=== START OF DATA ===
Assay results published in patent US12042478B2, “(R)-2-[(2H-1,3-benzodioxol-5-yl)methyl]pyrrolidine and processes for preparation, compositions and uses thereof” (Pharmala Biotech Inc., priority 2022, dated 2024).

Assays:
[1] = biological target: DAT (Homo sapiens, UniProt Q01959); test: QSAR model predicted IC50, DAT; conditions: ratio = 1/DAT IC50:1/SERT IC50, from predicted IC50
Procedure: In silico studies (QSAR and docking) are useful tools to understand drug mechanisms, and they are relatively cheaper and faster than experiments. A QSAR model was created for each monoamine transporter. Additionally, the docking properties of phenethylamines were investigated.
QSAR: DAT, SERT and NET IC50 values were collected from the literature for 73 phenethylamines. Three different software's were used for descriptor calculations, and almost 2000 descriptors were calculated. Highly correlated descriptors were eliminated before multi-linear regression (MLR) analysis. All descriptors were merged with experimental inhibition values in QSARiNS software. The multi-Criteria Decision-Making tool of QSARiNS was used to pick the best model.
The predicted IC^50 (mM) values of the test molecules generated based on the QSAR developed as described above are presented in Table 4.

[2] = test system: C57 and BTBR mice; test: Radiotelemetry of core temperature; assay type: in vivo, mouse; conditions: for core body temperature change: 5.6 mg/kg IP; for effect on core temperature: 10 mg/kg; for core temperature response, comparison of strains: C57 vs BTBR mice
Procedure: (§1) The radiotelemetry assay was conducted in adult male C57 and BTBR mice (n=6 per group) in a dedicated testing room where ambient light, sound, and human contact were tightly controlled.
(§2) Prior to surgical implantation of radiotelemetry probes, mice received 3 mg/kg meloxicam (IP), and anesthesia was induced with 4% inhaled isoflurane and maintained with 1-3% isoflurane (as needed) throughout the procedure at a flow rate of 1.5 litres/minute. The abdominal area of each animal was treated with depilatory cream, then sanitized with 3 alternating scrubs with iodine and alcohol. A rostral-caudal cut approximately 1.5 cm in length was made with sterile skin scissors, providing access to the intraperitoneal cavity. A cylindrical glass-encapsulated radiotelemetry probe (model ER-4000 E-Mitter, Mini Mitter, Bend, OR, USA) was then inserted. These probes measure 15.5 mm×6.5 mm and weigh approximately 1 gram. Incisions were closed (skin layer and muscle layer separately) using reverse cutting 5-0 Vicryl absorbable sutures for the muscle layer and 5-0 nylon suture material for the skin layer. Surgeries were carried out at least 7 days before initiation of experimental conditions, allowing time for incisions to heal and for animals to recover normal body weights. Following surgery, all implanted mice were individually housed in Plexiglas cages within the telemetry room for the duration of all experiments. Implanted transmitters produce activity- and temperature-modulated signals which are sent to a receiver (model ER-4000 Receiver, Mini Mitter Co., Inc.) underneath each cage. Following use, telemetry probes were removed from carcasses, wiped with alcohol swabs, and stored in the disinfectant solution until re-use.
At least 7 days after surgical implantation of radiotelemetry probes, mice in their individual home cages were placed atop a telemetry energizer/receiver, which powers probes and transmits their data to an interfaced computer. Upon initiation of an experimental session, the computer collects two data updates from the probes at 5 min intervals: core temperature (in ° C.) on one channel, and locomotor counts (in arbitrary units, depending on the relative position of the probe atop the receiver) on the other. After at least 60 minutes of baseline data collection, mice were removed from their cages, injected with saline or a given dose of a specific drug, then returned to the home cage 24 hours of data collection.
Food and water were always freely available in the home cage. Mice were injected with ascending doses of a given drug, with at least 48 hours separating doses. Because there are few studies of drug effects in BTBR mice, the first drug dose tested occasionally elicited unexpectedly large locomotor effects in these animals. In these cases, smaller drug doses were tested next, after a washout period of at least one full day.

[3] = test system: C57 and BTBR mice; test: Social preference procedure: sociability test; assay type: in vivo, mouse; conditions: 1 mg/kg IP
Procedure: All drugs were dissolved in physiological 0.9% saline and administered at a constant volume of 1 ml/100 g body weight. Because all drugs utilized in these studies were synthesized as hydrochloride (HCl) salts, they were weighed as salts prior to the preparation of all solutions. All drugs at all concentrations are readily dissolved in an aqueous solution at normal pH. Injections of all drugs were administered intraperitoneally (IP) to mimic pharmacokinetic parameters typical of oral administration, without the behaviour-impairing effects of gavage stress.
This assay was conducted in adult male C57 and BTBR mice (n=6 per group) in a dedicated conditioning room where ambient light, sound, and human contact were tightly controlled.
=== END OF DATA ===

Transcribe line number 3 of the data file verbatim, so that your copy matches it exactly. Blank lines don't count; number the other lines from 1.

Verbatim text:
[1] = biological target: DAT (Homo sapiens, UniProt Q01959); test: QSAR model predicted IC50, DAT; conditions: ratio = 1/DAT IC50:1/SERT IC50, from predicted IC50